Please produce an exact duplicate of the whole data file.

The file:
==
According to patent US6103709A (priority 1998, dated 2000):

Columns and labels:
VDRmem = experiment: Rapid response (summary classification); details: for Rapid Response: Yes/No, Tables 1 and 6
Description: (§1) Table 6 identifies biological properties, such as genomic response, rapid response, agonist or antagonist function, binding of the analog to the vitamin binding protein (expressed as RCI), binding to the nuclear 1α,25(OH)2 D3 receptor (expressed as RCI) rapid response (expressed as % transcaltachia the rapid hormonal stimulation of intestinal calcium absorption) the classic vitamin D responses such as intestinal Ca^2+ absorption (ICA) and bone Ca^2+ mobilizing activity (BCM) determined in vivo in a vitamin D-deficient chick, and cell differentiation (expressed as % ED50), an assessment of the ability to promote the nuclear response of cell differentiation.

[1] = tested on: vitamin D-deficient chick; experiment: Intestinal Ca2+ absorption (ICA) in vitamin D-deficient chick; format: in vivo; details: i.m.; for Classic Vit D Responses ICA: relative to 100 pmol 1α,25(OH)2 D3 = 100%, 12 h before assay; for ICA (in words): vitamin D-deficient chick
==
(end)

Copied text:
According to patent US6103709A (priority 1998, dated 2000):

Columns and labels:
VDRmem = experiment: Rapid response (summary classification); details: for Rapid Response: Yes/No, Tables 1 and 6
Description: (§1) Table 6 identifies biological properties, such as genomic response, rapid response, agonist or antagonist function, binding of the analog to the vitamin binding protein (expressed as RCI), binding to the nuclear 1α,25(OH)2 D3 receptor (expressed as RCI) rapid response (expressed as % transcaltachia the rapid hormonal stimulation of intestinal calcium absorption) the classic vitamin D responses such as intestinal Ca^2+ absorption (ICA) and bone Ca^2+ mobilizing activity (BCM) determined in vivo in a vitamin D-deficient chick, and cell differentiation (expressed as % ED50), an assessment of the ability to promote the nuclear response of cell differentiation.

[1] = tested on: vitamin D-deficient chick; experiment: Intestinal Ca2+ absorption (ICA) in vitamin D-deficient chick; format: in vivo; details: i.m.; for Classic Vit D Responses ICA: relative to 100 pmol 1α,25(OH)2 D3 = 100%, 12 h before assay; for ICA (in words): vitamin D-deficient chick